Tamworth-based retirees Jeff Myers and his wife Chris have been regular visitors to Mylestom on the mid north coast for the last decade, staying about 70 days a year in the quiet seaside village and spending their money at the corner shop and the bowling club.
They have an on-site caravan at the Reflections Holiday Park Mylestom, which they bought off a previous owner, and they pay a flat fee of $5000 per year to rent the spot where the van resides.
Theirs is one of about 30 such vans, generally old and no longer mobile, owned by people whose occupation agreements with the park entitle them to stay up to 180 nights per annum.
Jeff said about half are retired couples from the New England region and the others are families with kids from Coffs Harbour.
But now it seems that Reflections would prefer them gone, if not immediately, at least via natural attrition.
Last month, Jeff received a letter informing him that should he wish to sell or transfer the ownership of his holiday van, it would need to be removed from the park.
He’s heard of this happening in other places, such as Evans Head, with the stated reason being to free up the spaces for short-term tourist accommodation.
“They’re legally entitled to do that,” Jeff said. “But it doesn’t make financial sense. Their income from this site, should they get rid of us, will be $3000 less.”
He based this calculation on Reflections Mylestom only having 100 per cent occupancy of its powered sites during four weeks over Christmas, therefore the lost revenue of $5000 from him would only be offset by an additional $2000 at the high season rate of $63 per night.
“That will be their loss for each site,” he said. “If it was Port Macquarie, or a really busy centre, I would understand it because they would run at 100 per cent occupancy a lot of weeks in the year. But we’re talking about North Beach, which runs at 60 per cent occupancy. If they take the semi-permanents away, you’ve got 30 extra caravan sites that aren’t going to be occupied. If they were to build 30 cabins on those sites, those cabins aren’t going to be occupied.
“Because it’s not that popular a caravan park.”
Jeff suspects it is a statewide decision that is being implemented regardless of local conditions.
“We feel it’s just somebody sitting in an office in Newcastle saying this is what we’re doing. And not looking at individual parks.”
However, Reflections CEO Steve Edmonds said this argument was wrong.
”Jeff Myer’s statement that Reflections will lose money if holiday vans are converted to powered sites is incorrect,” he said.
“During the last financial year, powered sites yielded $9000 per year each compared to Jeff’s calculation of $2000.
There’s going to be a social and economic effect, apart from what it’s doing to usJeff Myers
“This means that when comparing holiday vans (at $5000 per year) with powered sites (at $9000 per year), powered sites yield an extra $4000, being almost double the amount.”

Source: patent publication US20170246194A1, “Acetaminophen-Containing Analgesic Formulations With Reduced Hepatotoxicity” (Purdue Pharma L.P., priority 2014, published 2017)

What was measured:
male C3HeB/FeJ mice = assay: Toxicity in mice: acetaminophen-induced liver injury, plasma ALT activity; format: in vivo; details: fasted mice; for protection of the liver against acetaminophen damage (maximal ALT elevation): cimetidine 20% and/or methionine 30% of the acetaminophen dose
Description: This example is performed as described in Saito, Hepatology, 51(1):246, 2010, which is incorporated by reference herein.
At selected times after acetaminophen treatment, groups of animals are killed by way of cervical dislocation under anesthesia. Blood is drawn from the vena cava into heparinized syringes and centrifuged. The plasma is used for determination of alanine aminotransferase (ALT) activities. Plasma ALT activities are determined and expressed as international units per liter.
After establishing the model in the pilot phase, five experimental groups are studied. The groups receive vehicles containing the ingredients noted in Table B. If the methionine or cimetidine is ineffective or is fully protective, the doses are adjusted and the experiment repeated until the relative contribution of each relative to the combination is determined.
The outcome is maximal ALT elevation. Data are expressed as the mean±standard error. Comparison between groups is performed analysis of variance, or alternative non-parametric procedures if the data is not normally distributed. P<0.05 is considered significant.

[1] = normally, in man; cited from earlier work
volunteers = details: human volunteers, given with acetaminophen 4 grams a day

In response to a further question to clarify whether that $9000 figure was an average across all 37 of the parks operated by NSW Crown Holiday Parks Trust, Fairfax Media was told it was specific to Mylestom.
Jeff also argues that another major ramification will be how the loss of the holiday van owners affects the turnover of North Beach Bowling Club and the local store.
“We’re nearly all members of the bowling club,” he said. “Out of the 30, I think there’s five that aren’t. We go there on a Friday or Saturday night, have a drink, have dinner.
“There’s going to be a social and economic effect, apart from what it’s doing to us.”
Jeff said the letters were sent out with no consultation, no forewarning and no contact details for follow-up inquiries.
“It was just a case of here’s the letter, just arrives in the mail.”
He added that one of the van owners paid $70,000 to buy her caravan six months ago.
“They would have known six months ago that this was on the drawing board. Yet they were quite happy to let her spend $70,000 on the basis that the money will be blown. Because you can’t move them [the vans]. Basically, they go to the tip.”
Jeff feared the letter was just the beginning of a process that would see all of the holiday van owners told to vacate their sites within the next 12 months, but his attempts to inquire proved fruitless.
When Fairfax Media approached Reflections for comment, we received the following assurance from the CEO Steve Edmonds:
“The letter that the holiday van owners received at Mylestom on 13/08/2018 is not asking Holiday Van Owners to leave the park.
“It is stating that new Occupation or ‘Lease’ Agreements will not be issued for new people to come to the park, buy a current holiday van owner’s van and re-lease that site in the new van owner’s name.
“Should a holiday van owner wish to leave the park and sell their van, the site they have been leasing will revert to a powered site if allowed under the Plan of Management.”
The current Plan of Management for Mylestom dates back to 2012, prior to the amalgamation of North Coast Holiday Parks, South Coast Holiday Parks and Inland Waters Holiday Parks under the corporate banner of Crown Holiday Parks in 2013.
However, Reflections said there were no plans to update the Mylestom Plan of Management in the next year.